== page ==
Comfort and Efficacy of a Longer and Thinner Endoscope for Average Risk Colon Cancer Screening

Jonathan Myers; Scott McNear; John Liveringhouse; Richard Topolski; Jennifer McNear
October 2007
Digestive Diseases & Sciences;Oct2007, Vol. 52 Issue 10, p2892
Academic Journal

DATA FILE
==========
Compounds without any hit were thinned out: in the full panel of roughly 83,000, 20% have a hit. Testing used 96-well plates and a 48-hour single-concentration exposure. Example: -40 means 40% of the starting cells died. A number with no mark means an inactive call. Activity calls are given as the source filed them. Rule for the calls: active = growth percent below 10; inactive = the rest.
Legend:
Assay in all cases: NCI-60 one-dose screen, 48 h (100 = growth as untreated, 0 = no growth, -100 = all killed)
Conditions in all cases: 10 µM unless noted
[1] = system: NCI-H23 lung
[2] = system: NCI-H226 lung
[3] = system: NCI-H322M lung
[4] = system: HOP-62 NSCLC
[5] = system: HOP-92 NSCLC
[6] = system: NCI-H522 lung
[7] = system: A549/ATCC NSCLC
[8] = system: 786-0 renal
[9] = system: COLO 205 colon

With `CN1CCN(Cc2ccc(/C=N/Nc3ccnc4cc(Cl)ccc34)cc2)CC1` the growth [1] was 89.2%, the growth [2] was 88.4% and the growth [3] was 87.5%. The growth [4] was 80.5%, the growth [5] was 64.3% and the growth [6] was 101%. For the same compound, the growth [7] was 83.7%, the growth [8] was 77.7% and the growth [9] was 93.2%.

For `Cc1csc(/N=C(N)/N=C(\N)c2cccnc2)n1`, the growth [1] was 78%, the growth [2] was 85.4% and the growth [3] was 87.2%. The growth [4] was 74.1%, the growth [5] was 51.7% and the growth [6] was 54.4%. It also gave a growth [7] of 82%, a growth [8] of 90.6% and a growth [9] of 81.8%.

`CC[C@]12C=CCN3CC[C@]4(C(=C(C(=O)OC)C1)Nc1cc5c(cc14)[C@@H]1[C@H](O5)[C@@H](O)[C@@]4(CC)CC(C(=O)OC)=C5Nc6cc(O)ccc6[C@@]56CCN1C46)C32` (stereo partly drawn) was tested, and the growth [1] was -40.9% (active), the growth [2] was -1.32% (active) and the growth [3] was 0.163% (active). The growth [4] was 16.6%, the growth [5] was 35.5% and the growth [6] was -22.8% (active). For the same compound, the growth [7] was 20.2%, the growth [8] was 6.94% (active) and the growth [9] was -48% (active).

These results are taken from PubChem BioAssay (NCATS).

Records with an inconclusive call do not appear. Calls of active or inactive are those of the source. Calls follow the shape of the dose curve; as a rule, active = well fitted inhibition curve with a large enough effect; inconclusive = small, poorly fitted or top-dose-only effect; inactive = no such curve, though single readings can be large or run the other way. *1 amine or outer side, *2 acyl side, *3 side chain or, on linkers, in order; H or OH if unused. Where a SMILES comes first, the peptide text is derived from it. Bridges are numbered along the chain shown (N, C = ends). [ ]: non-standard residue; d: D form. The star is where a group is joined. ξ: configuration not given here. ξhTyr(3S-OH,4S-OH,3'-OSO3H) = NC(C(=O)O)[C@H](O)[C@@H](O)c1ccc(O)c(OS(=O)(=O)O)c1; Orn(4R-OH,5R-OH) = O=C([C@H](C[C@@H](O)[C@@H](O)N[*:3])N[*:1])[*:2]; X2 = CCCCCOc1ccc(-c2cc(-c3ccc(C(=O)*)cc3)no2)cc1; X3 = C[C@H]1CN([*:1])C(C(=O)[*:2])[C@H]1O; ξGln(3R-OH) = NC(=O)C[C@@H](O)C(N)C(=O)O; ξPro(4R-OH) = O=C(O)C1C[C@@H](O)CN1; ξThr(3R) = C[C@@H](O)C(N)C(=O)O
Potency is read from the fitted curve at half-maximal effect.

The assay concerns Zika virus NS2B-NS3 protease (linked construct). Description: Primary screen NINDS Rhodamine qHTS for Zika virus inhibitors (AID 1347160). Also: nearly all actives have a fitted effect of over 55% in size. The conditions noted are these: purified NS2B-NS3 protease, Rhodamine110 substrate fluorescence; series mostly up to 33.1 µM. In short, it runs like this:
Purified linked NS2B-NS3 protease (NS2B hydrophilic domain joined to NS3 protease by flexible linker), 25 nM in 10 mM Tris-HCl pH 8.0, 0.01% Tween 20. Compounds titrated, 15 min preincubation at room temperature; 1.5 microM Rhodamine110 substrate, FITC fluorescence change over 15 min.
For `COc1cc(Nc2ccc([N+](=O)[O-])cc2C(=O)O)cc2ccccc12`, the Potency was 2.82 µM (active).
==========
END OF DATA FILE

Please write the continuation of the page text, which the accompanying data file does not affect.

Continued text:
Abstract  The aim of this prospective study was to assess patient comfort during nonsedated screening sigmoidoscopy with the use of a standard 60-cm sigmoidoscope compared with a thinner 100-cm upper endoscope. Patients undergoing routine colon cancer screening with sigmoidoscopy were randomly assigned to either a 60-cm sigmoidoscope or a 100-cm upper endoscope. The procedure time, depth of insertion, anatomic landmarks, and presence of polyps were documented. Likert 7-point scales and visual analog scales (VAS) were performed to measure comfort and symptoms immediately after the procedure and again in 1 week. These scales, procedure time, insertion depth, percent reaching transverse colon, and percent with polyps were analyzed. Eighty-one patients were enrolled with 38 in the 100-cm group and 43 in the 60-cm group. Patients in the 100-cm group reported greater comfort on the VAS compared with the 60-cm group (P = .035) as well as less cramping on the initial Likert scale (P = .017). One week later, the 100-cm group reported higher comfort (P = .015) and less bloating (P = .040). Procedure time was longer for the 100-cm group (8.8 versus 5.9 minutes; P = .001). Insertion depth was 74 versus 56 cm (P = .001), and percent reaching splenic flexure was 76% versus 35% (P = .001) in the 100 and 60 cm groups, respectively. More adenomas were found with the 100-cm scope (P = .035). The use of a thinner and longer endoscope is more comfortable than a standard sigmoidoscope. Although a 100-cm endoscope procedure takes longer to perform, it allows better evaluation of the colon and misses fewer adenomas.


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